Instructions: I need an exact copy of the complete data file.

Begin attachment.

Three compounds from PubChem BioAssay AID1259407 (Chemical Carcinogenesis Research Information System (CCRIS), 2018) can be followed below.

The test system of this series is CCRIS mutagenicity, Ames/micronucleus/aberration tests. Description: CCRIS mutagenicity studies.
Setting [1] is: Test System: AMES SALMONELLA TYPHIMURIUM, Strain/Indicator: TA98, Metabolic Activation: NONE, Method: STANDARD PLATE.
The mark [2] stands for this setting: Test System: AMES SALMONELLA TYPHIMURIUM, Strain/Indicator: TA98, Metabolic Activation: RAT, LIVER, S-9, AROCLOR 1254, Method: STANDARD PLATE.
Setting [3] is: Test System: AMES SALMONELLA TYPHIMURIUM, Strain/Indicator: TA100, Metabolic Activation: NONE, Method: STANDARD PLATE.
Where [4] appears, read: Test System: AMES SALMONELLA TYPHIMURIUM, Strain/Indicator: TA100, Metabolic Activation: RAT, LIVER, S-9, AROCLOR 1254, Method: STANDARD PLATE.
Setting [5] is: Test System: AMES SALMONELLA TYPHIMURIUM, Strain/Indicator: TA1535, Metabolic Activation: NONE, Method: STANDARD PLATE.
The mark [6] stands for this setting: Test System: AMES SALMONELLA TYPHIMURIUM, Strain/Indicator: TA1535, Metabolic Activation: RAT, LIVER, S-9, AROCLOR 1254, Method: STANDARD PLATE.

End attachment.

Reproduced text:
Three compounds from PubChem BioAssay AID1259407 (Chemical Carcinogenesis Research Information System (CCRIS), 2018) can be followed below.

The test system of this series is CCRIS mutagenicity, Ames/micronucleus/aberration tests. Description: CCRIS mutagenicity studies.
Setting [1] is: Test System: AMES SALMONELLA TYPHIMURIUM, Strain/Indicator: TA98, Metabolic Activation: NONE, Method: STANDARD PLATE.
The mark [2] stands for this setting: Test System: AMES SALMONELLA TYPHIMURIUM, Strain/Indicator: TA98, Metabolic Activation: RAT, LIVER, S-9, AROCLOR 1254, Method: STANDARD PLATE.
Setting [3] is: Test System: AMES SALMONELLA TYPHIMURIUM, Strain/Indicator: TA100, Metabolic Activation: NONE, Method: STANDARD PLATE.
Where [4] appears, read: Test System: AMES SALMONELLA TYPHIMURIUM, Strain/Indicator: TA100, Metabolic Activation: RAT, LIVER, S-9, AROCLOR 1254, Method: STANDARD PLATE.
Setting [5] is: Test System: AMES SALMONELLA TYPHIMURIUM, Strain/Indicator: TA1535, Metabolic Activation: NONE, Method: STANDARD PLATE.
The mark [6] stands for this setting: Test System: AMES SALMONELLA TYPHIMURIUM, Strain/Indicator: TA1535, Metabolic Activation: RAT, LIVER, S-9, AROCLOR 1254, Method: STANDARD PLATE.